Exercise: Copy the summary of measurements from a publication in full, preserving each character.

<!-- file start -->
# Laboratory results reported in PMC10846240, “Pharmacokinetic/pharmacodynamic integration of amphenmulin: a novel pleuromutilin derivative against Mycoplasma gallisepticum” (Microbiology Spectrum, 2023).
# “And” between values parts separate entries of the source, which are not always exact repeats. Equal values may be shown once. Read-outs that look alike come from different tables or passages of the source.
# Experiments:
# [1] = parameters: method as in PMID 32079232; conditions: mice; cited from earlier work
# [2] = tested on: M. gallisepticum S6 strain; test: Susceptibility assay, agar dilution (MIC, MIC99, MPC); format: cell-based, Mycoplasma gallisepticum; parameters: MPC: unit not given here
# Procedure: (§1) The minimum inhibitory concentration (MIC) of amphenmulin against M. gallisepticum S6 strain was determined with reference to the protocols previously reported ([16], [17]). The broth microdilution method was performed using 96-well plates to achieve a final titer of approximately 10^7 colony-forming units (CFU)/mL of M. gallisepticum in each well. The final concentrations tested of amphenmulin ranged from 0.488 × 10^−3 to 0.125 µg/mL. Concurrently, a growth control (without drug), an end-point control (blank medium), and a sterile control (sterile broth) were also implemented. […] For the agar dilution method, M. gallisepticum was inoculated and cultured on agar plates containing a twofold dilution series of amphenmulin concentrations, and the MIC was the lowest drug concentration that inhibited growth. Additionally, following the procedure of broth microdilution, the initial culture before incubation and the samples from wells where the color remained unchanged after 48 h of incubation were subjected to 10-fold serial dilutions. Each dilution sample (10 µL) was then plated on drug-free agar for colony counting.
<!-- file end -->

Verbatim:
# Laboratory results reported in PMC10846240, “Pharmacokinetic/pharmacodynamic integration of amphenmulin: a novel pleuromutilin derivative against Mycoplasma gallisepticum” (Microbiology Spectrum, 2023).
# “And” between values parts separate entries of the source, which are not always exact repeats. Equal values may be shown once. Read-outs that look alike come from different tables or passages of the source.
# Experiments:
# [1] = parameters: method as in PMID 32079232; conditions: mice; cited from earlier work
# [2] = tested on: M. gallisepticum S6 strain; test: Susceptibility assay, agar dilution (MIC, MIC99, MPC); format: cell-based, Mycoplasma gallisepticum; parameters: MPC: unit not given here
# Procedure: (§1) The minimum inhibitory concentration (MIC) of amphenmulin against M. gallisepticum S6 strain was determined with reference to the protocols previously reported ([16], [17]). The broth microdilution method was performed using 96-well plates to achieve a final titer of approximately 10^7 colony-forming units (CFU)/mL of M. gallisepticum in each well. The final concentrations tested of amphenmulin ranged from 0.488 × 10^−3 to 0.125 µg/mL. Concurrently, a growth control (without drug), an end-point control (blank medium), and a sterile control (sterile broth) were also implemented. […] For the agar dilution method, M. gallisepticum was inoculated and cultured on agar plates containing a twofold dilution series of amphenmulin concentrations, and the MIC was the lowest drug concentration that inhibited growth. Additionally, following the procedure of broth microdilution, the initial culture before incubation and the samples from wells where the color remained unchanged after 48 h of incubation were subjected to 10-fold serial dilutions. Each dilution sample (10 µL) was then plated on drug-free agar for colony counting.